After all Rev. Moon is a multi-billionaire, while Arizona is currently facing what could become a multi-billion dollar revenue shortfall.

Note: Mark Anderson is running for US Congress.  At his Web site Anderson says, “Congress is a mess. Thee is too much partisan bickering, too many scandals and too much wasteful spending of taxpayer’s money.” But given the potentially scandalous and often partisan way Anderson spends taxpayer’s money in Arizona, why send him to Washington to mess around?

A new book has been released about the business, religious, media and political empire constructed by Rev. Sun Myung Moon, designated “messiah” and leader of the Unification Church.51seszfolkl_ss500_.jpg

Bad Moon Rising: How Reverend Moon Created the Washington Times, Seduced the Religious Right and Built an American Kingdom by John Gorenfeld published by Polipoint Press was released March 1, 2008, and is now available at

Gorenfeld says:

“Years ago, Moon was widely considered a dangerous madman, like Jim Jones or L. Ron Hubbard, the inspiration for TV specials with names like ‘Escape From The Moonies.’ His group was notorious for prying young people from families, persuading them to sell flowers to pay for Moon’s mansions and yacht, and marrying them to strangers as a show of domination. Not only is he still around, but he is richer and more influential than ever.”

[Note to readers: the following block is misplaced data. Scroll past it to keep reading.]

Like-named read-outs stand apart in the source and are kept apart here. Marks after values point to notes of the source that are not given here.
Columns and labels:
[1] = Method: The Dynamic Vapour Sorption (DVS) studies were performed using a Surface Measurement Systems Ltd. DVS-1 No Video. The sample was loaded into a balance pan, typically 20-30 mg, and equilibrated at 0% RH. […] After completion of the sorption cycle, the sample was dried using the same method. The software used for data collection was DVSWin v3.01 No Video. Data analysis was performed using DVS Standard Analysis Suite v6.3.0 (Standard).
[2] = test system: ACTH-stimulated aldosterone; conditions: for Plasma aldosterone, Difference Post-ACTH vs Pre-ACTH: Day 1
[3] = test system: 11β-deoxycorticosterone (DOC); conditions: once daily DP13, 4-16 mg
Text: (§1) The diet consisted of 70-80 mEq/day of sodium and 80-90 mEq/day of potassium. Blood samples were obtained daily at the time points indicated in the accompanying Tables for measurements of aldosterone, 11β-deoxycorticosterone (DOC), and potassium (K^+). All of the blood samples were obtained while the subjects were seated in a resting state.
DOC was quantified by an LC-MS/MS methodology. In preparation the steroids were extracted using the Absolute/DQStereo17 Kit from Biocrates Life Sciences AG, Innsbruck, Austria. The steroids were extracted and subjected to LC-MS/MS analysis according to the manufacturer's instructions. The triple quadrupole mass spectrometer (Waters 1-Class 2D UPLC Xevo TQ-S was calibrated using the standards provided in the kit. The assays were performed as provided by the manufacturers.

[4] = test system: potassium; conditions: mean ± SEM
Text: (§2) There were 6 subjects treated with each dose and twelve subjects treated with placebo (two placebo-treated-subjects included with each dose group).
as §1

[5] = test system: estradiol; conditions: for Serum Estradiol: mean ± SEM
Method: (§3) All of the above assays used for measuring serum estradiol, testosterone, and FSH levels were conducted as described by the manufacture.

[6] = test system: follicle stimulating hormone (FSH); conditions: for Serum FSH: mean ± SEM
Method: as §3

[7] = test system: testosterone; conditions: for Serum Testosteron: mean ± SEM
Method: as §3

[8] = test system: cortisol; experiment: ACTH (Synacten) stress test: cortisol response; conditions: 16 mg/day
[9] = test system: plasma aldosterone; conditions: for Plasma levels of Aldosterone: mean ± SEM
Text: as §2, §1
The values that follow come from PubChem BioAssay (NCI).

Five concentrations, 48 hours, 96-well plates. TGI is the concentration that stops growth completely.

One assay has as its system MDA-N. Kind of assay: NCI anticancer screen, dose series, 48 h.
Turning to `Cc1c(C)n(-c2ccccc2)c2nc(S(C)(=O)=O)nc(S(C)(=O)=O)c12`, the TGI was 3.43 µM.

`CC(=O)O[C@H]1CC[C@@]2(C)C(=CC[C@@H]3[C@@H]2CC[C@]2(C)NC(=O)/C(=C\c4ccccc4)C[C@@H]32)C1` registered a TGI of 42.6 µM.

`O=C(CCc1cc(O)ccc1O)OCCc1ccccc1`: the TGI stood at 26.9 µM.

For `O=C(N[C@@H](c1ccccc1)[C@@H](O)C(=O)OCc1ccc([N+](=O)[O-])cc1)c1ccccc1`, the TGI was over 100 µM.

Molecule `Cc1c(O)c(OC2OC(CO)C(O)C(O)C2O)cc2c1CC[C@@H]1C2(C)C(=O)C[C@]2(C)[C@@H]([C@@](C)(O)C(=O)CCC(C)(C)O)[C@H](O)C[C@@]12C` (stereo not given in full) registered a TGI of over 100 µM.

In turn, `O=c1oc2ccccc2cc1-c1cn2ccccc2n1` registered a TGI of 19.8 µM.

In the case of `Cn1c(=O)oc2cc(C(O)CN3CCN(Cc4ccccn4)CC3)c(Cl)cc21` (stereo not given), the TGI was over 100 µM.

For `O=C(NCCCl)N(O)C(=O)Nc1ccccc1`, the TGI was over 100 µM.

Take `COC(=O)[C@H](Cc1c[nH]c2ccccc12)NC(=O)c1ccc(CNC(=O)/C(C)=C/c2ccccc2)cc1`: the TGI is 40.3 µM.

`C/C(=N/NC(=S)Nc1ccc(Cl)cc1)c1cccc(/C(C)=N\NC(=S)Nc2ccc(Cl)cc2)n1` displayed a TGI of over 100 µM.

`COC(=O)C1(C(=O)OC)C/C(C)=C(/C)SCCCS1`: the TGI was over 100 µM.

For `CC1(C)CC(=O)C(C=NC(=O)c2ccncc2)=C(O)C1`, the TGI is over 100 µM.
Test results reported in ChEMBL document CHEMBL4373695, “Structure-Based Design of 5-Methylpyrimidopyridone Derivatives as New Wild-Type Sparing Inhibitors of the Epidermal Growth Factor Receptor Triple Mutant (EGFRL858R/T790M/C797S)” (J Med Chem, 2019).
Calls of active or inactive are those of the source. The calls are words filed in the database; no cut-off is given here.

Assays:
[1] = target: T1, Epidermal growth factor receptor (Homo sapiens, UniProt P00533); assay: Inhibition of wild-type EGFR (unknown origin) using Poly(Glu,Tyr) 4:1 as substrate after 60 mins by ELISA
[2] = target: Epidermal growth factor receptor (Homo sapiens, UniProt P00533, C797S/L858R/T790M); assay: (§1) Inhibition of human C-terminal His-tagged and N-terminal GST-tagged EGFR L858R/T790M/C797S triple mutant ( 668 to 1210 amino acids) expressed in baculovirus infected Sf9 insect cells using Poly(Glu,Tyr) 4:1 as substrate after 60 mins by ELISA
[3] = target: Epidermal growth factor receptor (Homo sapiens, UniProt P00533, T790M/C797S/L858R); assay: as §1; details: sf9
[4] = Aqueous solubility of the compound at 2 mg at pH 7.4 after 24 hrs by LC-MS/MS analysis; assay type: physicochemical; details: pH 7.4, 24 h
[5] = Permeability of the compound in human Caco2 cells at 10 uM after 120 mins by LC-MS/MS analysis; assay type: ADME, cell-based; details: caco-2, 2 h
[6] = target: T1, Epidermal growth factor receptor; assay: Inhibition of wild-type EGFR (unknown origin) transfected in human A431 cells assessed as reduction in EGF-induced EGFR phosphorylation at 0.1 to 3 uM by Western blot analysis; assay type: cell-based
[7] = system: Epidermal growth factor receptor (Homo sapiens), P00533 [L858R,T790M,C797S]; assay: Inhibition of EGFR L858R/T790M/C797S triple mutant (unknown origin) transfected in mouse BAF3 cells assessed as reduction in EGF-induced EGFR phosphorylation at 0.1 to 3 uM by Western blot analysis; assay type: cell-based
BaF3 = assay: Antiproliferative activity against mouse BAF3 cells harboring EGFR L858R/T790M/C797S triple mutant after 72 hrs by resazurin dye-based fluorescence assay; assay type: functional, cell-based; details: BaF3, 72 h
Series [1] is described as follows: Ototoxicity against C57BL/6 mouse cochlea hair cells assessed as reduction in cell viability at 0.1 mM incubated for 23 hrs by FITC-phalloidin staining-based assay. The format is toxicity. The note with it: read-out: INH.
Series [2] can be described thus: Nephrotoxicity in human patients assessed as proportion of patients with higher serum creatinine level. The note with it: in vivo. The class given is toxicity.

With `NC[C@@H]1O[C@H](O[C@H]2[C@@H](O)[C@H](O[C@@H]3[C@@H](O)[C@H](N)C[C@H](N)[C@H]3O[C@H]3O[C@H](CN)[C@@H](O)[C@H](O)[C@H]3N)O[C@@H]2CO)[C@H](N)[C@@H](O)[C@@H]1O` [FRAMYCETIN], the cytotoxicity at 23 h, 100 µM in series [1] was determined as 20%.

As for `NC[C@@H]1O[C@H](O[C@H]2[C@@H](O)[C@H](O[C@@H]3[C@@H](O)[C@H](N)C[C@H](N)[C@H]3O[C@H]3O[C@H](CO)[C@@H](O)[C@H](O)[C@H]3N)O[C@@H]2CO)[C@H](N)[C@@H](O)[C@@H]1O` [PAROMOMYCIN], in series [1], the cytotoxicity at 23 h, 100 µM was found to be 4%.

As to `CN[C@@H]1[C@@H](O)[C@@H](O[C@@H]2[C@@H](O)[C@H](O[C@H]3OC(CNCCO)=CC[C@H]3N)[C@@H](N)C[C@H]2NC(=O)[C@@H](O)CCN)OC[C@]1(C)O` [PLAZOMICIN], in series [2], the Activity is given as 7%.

CultNews has often been asked, “Whatever happened to the Moonies?” As if the purported “cult” had suddenly disappeared after becoming marginalized and insignificant.

But as Gorenfeld reveals Rev. Moon instead became a multi-billionaire and a formidable fixture in American politics, who exerts his influence through media assets such as the Washington Times and United Press International (UPI).